Blog: Discovering Your Core Values
How Your Christmas Wish List Can Represent Your Family Values
The kids are fast and furiously writing their Christmas lists - it's a week after Halloween you know. They give me the lists and the first thing I think is, "Wow! My kids are so greedy!" Then I remembered how exciting it was when the Fall Sears catalog came. My siblings and I would glance through it, but only briefly because the fun was right before Thanksgiving when my mom would ask us what we wanted for Christmas.
We'd get out the Sears catalog fight over who got it first, then circle things and cut things out and make lists with items in reference. We'd go through it over and over again. Thinking back, I came from very modest means and knew the presents under the tree were always minimal. I was never disappointed, however, we knew ahead of time and our final list only had the items on it we really wanted. Mostly, though, we got things we needed.
But that Sears catalog let us dream. It allowed us to have unlimited amounts of money. It sent our imaginations running wild. It allowed us to live vicariously through the children in the pictures. The biggest difference between my siblings and I and my children, though, are the expectations. My kids expect things, we could only hope, but were realistic. The letdown wasn't there because the expectations weren't there.
My kids are growing up in a world of abundance. You can get anything in a matter of seconds. Immediate gratification is an epidemic.
I sat them down with their lists and talked about how much fun the things on their lists are or would be and wouldn't it be cool if...? Then we talked about how much fun it was just to make the list and dream. Then we chatted about the real meaning of Christmas to our family. What family values do we want to uphold during the season and how can they be represented on the Wish Lists?
The kids decided to make 2 separate lists; 1 for what they really wanted and 1 for their imaginations. The imagination lists were hung up in their bedrooms for fun and I've already noticed some imaginary play that has developed because of the pictures or words on the lists.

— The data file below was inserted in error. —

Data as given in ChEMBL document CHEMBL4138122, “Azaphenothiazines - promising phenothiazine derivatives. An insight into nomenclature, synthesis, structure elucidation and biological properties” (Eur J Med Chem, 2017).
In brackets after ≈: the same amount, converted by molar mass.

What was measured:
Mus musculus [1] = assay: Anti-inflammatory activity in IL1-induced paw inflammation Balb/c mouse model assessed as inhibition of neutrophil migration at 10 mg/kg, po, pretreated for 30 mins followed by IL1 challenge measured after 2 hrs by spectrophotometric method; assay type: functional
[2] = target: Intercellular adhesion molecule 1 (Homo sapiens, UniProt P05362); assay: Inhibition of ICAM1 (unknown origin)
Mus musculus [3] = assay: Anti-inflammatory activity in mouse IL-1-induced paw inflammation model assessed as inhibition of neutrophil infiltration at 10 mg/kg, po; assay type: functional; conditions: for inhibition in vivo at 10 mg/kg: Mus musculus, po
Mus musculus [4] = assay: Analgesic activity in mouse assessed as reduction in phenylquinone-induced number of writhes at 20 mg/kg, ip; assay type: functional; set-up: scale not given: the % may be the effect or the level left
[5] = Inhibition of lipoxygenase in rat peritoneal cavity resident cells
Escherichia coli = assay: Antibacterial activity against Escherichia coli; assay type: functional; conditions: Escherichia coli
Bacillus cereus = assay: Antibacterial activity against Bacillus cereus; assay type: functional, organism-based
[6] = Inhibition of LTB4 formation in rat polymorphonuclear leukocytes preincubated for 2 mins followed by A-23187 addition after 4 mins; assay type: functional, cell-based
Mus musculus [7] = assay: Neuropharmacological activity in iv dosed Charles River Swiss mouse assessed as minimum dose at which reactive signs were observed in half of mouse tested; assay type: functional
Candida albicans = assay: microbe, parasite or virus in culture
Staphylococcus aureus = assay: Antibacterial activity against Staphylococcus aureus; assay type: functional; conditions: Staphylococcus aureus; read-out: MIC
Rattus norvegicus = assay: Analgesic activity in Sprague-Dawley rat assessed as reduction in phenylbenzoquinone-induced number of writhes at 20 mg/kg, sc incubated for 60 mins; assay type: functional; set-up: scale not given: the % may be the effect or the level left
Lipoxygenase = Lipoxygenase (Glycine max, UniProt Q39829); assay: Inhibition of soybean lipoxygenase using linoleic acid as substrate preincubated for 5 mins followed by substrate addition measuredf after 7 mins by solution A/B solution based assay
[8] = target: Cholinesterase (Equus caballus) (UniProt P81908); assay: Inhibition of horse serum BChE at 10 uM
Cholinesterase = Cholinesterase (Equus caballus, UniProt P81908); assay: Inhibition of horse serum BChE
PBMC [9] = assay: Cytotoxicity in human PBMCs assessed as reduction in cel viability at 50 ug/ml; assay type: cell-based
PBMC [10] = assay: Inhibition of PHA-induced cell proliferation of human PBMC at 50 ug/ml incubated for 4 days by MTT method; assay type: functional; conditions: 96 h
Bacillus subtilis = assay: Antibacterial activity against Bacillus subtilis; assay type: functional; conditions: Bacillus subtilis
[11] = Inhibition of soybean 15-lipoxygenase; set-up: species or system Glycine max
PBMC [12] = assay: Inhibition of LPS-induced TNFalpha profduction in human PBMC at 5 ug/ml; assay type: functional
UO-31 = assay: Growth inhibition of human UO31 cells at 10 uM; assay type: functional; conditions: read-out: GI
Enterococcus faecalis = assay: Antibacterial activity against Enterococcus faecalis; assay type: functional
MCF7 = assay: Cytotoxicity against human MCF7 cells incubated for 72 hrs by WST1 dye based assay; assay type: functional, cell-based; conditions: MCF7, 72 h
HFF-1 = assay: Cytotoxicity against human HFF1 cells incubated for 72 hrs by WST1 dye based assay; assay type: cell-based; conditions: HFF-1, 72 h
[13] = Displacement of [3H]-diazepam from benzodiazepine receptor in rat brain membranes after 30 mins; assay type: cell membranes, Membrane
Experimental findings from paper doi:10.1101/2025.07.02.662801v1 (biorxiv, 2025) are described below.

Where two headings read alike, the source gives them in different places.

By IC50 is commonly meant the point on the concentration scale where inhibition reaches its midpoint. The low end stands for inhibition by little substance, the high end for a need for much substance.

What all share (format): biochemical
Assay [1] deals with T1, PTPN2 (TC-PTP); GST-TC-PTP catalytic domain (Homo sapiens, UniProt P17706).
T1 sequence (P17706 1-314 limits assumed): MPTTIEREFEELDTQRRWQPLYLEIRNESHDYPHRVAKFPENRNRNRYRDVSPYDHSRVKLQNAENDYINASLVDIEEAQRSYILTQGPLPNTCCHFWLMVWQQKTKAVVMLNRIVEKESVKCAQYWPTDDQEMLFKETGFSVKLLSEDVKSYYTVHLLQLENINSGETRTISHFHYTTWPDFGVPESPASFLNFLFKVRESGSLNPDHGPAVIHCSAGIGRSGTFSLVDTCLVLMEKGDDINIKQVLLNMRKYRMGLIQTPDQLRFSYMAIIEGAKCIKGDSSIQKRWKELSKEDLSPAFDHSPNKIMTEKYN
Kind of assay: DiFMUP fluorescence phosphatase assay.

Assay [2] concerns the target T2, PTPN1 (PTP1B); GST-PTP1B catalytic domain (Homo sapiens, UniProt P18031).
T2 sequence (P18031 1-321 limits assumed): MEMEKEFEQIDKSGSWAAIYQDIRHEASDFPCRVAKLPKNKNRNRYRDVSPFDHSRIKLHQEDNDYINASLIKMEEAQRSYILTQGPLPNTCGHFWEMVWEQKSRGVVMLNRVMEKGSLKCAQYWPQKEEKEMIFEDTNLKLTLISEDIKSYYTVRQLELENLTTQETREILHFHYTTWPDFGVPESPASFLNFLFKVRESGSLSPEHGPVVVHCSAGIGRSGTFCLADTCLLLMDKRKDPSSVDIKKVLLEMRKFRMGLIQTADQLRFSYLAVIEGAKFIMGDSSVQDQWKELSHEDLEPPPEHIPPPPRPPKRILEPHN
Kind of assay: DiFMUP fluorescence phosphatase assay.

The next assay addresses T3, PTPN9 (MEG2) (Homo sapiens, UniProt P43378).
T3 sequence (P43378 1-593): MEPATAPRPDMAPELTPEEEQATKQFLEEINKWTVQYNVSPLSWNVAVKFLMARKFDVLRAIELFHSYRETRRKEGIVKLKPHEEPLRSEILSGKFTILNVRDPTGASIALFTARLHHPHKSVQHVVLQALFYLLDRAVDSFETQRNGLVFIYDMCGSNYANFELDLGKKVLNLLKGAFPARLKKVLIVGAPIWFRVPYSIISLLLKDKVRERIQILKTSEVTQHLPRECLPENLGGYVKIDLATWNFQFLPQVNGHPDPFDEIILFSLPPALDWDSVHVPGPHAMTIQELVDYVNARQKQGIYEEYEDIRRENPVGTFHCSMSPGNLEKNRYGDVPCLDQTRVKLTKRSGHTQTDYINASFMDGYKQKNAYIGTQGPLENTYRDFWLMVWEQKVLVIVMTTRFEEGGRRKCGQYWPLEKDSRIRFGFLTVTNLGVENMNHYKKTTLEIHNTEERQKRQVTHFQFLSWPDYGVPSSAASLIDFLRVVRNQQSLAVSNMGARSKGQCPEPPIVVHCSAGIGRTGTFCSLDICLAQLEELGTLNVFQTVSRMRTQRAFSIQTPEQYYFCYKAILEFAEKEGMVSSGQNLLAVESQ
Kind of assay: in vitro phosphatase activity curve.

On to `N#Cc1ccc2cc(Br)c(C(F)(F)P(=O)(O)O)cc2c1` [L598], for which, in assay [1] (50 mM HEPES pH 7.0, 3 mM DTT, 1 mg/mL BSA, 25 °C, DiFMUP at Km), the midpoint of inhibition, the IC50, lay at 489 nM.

They also decided we should adopt a family that has less than we do, maybe one that has their needs met, but doesn't have the extras for toys or fun things and then they would each choose one item from their Dream List to give to this family, that they would enjoy the satisfaction of giving to others much more than if they received the item themselves.
I'll let you know how it goes!
posted on: 11/17/2007 12:00:00 PM by Tami Gallagher
category: The Mental Side
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Discovering Your Core Values
by Tami Gallagher
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Tami Gallagher is a Professional Organizer who specializes in Family Time Management. Her company does individual family consulting, workshops and presentations, and also provides community resources for families. Ms. Gallagher believes every family matters. She teaches families how to examine their core values and use them as a foundation in organizing their lives. Available on her website is The Family Core Organizer CD. This fun, practical, and easy to use tool is the ultimate planner and information keeper for your family. Everything you need – all in one location!